Public Health Alert For Imported Veal Products Due To Possible Non O157 Shiga toxin producing E. coli O103 Contamination
Recalls Food Safety Health
United State Department of Agriculture Food Safety and Inspection Service

WASHINGTON, May 16, 2017– The U.S. Department of Agriculture’s Food Safety and Inspection Service (FSIS) is issuing a Public Health Alert to inform consumers that approximately 424 pounds of raw veal products imported from the Netherlands may be contaminated with Non-O157 Shiga toxin-producing Escherichia coli (STEC) O103. The raw boneless veal products were produced at Establishment 9EG, EKRO B.V., Netherlands, and imported by MRW Food Brokers, Inc., in Owings Mills, Md. The product was derived from calves that were slaughtered on March 8, 2017 and March 9, 2017, and further processed and packaged on March 9, 2017 and March 13, 2017. In addition to issuing this Alert, FSIS has directed its personnel to detain products covered by this Alert. 

Products imported to the United States include:

  • Boxes of chilled “Boneless Veal Cap” with case code of Londbos05597422 and lot code 0001.
  • Boxes of chilled “Boneless Veal BHS” with case code of Londbos05597426 and lot code 0005.
  • Boxes of chilled “Boneless Veal Inside” with case code of Londbos05597439 and lot code 0006.
  • Boxes of chilled “Boned In Veal Rack Chop” with case code of SELEDEL05593535 and lot code 0012.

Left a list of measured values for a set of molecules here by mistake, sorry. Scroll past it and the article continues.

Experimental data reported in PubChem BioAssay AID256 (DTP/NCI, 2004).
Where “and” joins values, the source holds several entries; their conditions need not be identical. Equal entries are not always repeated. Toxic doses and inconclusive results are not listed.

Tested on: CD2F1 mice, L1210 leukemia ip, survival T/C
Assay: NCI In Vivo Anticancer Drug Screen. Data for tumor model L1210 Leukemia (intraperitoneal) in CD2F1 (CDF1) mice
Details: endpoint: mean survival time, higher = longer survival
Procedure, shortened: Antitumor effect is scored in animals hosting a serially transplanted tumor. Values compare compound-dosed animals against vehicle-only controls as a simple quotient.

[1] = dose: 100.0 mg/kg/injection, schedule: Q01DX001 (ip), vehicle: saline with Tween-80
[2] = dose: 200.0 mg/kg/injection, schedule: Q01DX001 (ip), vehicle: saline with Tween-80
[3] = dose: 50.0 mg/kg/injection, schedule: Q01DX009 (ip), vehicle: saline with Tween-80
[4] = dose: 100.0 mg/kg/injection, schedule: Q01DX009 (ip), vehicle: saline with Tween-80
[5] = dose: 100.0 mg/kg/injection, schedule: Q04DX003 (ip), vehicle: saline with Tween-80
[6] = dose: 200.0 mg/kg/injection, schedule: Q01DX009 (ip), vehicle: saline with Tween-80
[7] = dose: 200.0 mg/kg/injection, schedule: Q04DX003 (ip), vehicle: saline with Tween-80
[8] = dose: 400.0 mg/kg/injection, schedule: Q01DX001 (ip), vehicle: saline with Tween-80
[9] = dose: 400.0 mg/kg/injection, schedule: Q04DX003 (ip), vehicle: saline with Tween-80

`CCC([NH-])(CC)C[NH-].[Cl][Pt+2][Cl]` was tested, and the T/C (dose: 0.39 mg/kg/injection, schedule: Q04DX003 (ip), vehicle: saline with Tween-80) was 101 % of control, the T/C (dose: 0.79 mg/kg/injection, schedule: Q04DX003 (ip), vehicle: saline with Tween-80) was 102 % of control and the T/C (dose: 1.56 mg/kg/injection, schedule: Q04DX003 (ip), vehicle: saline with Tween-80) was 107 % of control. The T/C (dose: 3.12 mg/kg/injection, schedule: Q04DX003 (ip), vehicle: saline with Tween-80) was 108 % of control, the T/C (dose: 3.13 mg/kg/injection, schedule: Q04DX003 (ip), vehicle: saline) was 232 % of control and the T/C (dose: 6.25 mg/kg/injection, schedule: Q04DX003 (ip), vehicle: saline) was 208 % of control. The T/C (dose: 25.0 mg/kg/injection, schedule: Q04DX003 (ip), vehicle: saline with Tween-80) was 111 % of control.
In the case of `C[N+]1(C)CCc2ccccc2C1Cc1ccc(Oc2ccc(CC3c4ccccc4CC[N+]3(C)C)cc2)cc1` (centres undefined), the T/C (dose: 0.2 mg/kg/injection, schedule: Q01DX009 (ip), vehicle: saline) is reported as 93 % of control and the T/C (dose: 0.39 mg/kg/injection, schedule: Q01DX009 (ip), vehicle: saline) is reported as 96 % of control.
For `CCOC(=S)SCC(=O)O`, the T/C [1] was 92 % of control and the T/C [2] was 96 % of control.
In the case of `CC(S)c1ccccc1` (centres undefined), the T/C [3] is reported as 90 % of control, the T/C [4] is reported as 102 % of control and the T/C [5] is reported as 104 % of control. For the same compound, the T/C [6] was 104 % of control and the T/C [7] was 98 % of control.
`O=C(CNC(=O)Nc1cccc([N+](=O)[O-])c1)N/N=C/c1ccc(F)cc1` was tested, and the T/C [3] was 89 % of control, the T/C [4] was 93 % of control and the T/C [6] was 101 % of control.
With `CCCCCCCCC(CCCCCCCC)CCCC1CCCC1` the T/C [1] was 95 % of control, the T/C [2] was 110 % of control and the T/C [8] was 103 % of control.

These items were shipped to a distributor, and then further distributed to restaurants and grocery stores in Florida and Massachusetts.

The problem was discovered when an FSIS sample of the imported raw intact veal products, specifically veal stew meat, tested positive for Shiga toxin-producing Escherichia coli (STEC) O103. There have been no confirmed reports of illnesses due to consumption of these products. Anyone concerned about an illness should contact a health care provider.

Non-O157 Shiga toxin-producing E. coli (STEC) outbreaks are rare, but tend to primarily be due to contaminated food and person-to-person transmission. Like E. coli O157:H7, non-O157 Shiga toxin-producing E. coli (STEC) is a potentially deadly bacterium that can cause dehydration, bloody diarrhea and abdominal cramps 2–8 days (3–4 days, on average) after exposure the organism. While most people recover within a week, some develop a type of kidney failure called hemolytic uremic syndrome (HUS). This condition can occur among persons of any age but is most common in children under 5-years old and older adults. It is marked by easy bruising, pallor, and decreased urine output. Persons who experience these symptoms should seek emergency medical care immediately.

Consumers who have purchased these products are urged not to consume them. These products should be thrown away or returned to the place of purchase.

Consumers with food safety questions can "Ask Karen," the FSIS virtual representative available 24 hours a day at AskKaren.gov or via smartphone at m.askkaren.gov. The toll-free USDA Meat and Poultry Hotline 1-888-MPHotline (1-888-674-6854) is available in English and Spanish and can be reached from 10 a.m. to 6 p.m. (Eastern Time) Monday through Friday. Recorded food safety messages are available 24 hours a day. The online Electronic Consumer Complaint Monitoring System can be accessed 24 hours a day at: http://www.fsis.usda.gov/reportproblem.

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